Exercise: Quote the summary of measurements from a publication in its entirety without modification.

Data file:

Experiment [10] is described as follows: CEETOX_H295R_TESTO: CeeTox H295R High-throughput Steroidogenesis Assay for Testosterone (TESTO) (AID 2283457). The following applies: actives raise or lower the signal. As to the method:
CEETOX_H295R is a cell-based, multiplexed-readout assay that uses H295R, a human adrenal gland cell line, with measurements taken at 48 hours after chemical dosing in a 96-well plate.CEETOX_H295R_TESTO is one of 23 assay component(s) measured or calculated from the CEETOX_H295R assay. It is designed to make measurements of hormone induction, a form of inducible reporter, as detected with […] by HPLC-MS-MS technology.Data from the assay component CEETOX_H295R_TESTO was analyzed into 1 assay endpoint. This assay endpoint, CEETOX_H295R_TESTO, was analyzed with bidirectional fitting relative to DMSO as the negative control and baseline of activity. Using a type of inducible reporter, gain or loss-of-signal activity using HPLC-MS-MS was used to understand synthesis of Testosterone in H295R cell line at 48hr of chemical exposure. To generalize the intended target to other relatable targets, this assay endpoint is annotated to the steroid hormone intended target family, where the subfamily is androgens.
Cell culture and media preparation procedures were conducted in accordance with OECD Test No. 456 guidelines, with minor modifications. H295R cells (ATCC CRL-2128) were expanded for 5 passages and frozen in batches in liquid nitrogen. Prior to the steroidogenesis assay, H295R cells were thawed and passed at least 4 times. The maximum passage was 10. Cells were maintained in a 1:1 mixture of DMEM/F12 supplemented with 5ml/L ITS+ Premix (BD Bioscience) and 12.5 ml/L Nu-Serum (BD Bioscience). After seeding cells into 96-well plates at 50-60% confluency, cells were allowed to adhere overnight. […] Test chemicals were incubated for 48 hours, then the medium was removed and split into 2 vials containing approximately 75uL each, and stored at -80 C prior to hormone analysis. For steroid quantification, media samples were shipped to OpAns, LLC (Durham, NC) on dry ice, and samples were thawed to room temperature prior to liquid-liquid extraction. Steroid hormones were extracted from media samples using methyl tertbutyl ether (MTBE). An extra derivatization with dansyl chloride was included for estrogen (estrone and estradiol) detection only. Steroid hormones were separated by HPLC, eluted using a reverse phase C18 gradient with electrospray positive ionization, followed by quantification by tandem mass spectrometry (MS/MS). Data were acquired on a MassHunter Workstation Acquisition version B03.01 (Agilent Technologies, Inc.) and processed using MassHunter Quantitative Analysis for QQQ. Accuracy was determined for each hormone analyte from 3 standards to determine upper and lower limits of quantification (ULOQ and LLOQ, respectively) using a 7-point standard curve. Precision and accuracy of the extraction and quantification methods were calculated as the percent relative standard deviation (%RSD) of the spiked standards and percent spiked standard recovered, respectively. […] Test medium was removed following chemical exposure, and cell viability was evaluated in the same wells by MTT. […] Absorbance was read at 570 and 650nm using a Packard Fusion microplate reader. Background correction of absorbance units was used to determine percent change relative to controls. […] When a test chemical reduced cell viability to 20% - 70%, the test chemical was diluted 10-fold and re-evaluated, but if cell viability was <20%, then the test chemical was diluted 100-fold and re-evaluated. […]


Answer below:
Experiment [10] is described as follows: CEETOX_H295R_TESTO: CeeTox H295R High-throughput Steroidogenesis Assay for Testosterone (TESTO) (AID 2283457). The following applies: actives raise or lower the signal. As to the method:
CEETOX_H295R is a cell-based, multiplexed-readout assay that uses H295R, a human adrenal gland cell line, with measurements taken at 48 hours after chemical dosing in a 96-well plate.CEETOX_H295R_TESTO is one of 23 assay component(s) measured or calculated from the CEETOX_H295R assay. It is designed to make measurements of hormone induction, a form of inducible reporter, as detected with […] by HPLC-MS-MS technology.Data from the assay component CEETOX_H295R_TESTO was analyzed into 1 assay endpoint. This assay endpoint, CEETOX_H295R_TESTO, was analyzed with bidirectional fitting relative to DMSO as the negative control and baseline of activity. Using a type of inducible reporter, gain or loss-of-signal activity using HPLC-MS-MS was used to understand synthesis of Testosterone in H295R cell line at 48hr of chemical exposure. To generalize the intended target to other relatable targets, this assay endpoint is annotated to the steroid hormone intended target family, where the subfamily is androgens.
Cell culture and media preparation procedures were conducted in accordance with OECD Test No. 456 guidelines, with minor modifications. H295R cells (ATCC CRL-2128) were expanded for 5 passages and frozen in batches in liquid nitrogen. Prior to the steroidogenesis assay, H295R cells were thawed and passed at least 4 times. The maximum passage was 10. Cells were maintained in a 1:1 mixture of DMEM/F12 supplemented with 5ml/L ITS+ Premix (BD Bioscience) and 12.5 ml/L Nu-Serum (BD Bioscience). After seeding cells into 96-well plates at 50-60% confluency, cells were allowed to adhere overnight. […] Test chemicals were incubated for 48 hours, then the medium was removed and split into 2 vials containing approximately 75uL each, and stored at -80 C prior to hormone analysis. For steroid quantification, media samples were shipped to OpAns, LLC (Durham, NC) on dry ice, and samples were thawed to room temperature prior to liquid-liquid extraction. Steroid hormones were extracted from media samples using methyl tertbutyl ether (MTBE). An extra derivatization with dansyl chloride was included for estrogen (estrone and estradiol) detection only. Steroid hormones were separated by HPLC, eluted using a reverse phase C18 gradient with electrospray positive ionization, followed by quantification by tandem mass spectrometry (MS/MS). Data were acquired on a MassHunter Workstation Acquisition version B03.01 (Agilent Technologies, Inc.) and processed using MassHunter Quantitative Analysis for QQQ. Accuracy was determined for each hormone analyte from 3 standards to determine upper and lower limits of quantification (ULOQ and LLOQ, respectively) using a 7-point standard curve. Precision and accuracy of the extraction and quantification methods were calculated as the percent relative standard deviation (%RSD) of the spiked standards and percent spiked standard recovered, respectively. […] Test medium was removed following chemical exposure, and cell viability was evaluated in the same wells by MTT. […] Absorbance was read at 570 and 650nm using a Packard Fusion microplate reader. Background correction of absorbance units was used to determine percent change relative to controls. […] When a test chemical reduced cell viability to 20% - 70%, the test chemical was diluted 10-fold and re-evaluated, but if cell viability was <20%, then the test chemical was diluted 100-fold and re-evaluated. […]